James Caterino's Reviews > Crash

Crash by J.G. Ballard
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's review
Sep 12, 2011

it was amazing
bookshelves: fiction, movie-and-tv-tie-ins, literature, all-time-favorites

There is something inherently fascinating about the way technology is changing us. It is literally morphing us physically, altering the experience of being human, and forcing us to evolve to accommodate the rapidly changing world around us.

J.G. Ballard's Crash is considered avante-guarde shock fiction. As is the hypnotic, brilliant, 1996 film adaption directed by David Cronenberg, starring James Spader, Holly Hunter, Deborah Kara Unger and Elias Koteas. But both are really visionary works of science fiction exploring the implications of technology and how it changes us, literally molding with our flesh. Eerie, edgy, fascinating, and strangely erotic.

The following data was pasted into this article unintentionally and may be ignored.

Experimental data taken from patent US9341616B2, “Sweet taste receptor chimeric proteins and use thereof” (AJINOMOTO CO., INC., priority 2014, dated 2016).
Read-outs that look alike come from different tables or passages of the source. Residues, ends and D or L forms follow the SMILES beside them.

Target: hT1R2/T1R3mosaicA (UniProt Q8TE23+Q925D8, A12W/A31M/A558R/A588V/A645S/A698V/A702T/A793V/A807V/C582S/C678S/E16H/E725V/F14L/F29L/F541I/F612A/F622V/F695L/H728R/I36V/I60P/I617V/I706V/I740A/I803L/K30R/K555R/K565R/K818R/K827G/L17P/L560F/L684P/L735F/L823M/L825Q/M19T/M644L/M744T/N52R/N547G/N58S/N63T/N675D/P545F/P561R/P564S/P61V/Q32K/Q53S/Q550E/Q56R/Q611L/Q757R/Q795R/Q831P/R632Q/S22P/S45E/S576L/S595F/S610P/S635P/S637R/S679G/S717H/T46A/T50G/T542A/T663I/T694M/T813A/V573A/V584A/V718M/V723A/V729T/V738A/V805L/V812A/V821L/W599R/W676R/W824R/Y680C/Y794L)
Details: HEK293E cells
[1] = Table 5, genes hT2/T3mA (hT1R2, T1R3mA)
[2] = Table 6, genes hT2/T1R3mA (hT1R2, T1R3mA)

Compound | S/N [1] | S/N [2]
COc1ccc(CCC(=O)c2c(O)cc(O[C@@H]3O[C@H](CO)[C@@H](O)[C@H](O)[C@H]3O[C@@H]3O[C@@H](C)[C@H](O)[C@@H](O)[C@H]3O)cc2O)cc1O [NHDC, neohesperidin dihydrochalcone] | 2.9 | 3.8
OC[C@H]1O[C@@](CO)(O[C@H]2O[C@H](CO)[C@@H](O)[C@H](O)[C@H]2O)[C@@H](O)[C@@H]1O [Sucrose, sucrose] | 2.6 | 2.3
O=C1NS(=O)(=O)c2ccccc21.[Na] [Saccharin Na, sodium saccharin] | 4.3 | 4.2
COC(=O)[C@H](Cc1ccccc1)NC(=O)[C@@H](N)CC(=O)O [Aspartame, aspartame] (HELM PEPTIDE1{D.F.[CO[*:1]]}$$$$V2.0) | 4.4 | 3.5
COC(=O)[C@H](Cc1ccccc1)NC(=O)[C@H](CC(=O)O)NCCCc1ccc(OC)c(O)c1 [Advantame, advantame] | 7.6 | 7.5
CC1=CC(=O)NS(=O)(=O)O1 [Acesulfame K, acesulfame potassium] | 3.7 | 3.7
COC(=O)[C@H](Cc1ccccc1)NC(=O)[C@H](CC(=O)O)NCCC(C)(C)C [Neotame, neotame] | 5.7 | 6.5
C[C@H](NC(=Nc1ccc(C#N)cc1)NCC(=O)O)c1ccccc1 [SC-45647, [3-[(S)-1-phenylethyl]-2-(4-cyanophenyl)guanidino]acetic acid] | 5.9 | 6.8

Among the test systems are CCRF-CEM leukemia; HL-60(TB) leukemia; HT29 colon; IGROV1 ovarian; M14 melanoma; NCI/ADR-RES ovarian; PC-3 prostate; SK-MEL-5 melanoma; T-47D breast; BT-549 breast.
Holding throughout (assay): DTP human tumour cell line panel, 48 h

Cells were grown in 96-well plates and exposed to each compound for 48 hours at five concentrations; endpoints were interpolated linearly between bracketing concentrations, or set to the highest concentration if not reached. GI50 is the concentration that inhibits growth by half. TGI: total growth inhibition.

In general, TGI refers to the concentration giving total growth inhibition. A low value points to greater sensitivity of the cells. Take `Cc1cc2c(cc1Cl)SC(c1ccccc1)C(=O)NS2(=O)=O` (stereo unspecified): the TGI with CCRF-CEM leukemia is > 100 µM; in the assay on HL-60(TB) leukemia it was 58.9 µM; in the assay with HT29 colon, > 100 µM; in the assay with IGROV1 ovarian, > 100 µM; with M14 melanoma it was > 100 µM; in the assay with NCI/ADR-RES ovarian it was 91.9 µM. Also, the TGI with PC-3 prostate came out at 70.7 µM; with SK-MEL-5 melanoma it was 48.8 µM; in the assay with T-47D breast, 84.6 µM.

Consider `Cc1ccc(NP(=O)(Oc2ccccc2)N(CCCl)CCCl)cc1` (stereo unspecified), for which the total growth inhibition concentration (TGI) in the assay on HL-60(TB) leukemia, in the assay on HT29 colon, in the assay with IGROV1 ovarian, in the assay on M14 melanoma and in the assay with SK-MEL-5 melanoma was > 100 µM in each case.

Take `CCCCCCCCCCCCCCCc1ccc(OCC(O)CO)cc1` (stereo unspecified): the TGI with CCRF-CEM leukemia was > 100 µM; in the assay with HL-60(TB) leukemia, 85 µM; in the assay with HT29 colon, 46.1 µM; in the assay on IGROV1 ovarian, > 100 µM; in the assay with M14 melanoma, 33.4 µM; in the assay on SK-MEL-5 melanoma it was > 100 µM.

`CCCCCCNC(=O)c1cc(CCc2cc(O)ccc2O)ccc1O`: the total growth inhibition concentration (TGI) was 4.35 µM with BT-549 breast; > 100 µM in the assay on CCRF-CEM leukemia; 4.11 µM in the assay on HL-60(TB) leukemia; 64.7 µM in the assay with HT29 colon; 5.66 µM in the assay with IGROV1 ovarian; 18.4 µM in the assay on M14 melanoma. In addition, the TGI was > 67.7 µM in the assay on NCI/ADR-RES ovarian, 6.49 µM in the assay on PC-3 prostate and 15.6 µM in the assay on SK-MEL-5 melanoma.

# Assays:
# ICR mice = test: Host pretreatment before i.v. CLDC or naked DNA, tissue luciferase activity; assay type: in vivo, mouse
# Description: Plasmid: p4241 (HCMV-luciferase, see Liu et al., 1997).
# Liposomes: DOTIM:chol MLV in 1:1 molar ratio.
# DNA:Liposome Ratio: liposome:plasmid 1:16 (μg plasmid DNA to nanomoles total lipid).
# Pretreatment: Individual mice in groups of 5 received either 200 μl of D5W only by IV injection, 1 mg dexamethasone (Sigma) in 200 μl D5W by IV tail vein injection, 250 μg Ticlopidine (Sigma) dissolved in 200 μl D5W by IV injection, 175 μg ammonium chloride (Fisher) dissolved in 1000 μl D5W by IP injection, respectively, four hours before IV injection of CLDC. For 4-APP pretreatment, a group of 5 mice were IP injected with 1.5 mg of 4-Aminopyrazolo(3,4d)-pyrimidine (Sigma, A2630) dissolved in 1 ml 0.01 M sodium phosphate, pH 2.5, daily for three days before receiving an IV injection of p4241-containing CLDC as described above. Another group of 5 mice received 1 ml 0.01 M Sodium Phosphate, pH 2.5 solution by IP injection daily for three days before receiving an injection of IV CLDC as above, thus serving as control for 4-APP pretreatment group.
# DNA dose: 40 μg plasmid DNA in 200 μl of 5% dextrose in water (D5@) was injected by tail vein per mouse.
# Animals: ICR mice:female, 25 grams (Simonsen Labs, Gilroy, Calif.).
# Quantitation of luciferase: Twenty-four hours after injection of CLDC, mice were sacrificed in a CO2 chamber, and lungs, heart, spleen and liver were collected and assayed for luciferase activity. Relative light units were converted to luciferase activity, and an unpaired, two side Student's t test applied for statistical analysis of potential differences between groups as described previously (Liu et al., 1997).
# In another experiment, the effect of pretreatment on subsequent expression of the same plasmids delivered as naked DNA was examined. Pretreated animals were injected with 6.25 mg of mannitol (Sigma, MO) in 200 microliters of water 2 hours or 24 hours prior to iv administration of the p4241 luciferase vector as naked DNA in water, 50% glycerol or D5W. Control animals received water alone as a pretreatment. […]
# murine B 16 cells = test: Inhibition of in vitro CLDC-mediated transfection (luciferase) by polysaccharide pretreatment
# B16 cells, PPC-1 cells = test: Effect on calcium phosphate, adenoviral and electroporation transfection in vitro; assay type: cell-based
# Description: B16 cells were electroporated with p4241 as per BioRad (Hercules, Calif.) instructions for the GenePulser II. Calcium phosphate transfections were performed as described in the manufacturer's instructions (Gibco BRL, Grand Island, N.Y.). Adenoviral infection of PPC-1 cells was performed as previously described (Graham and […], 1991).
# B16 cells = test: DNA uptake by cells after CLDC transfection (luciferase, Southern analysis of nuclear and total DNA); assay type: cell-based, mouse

This bold, contraversial cult novel was in many ways a sexual version of the Fight Club of its day. Fans of the author Chuck Palahniuk and filmmaker David Lynch might what to check out the works of Ballard starting with this kinky, surreal masterwork.

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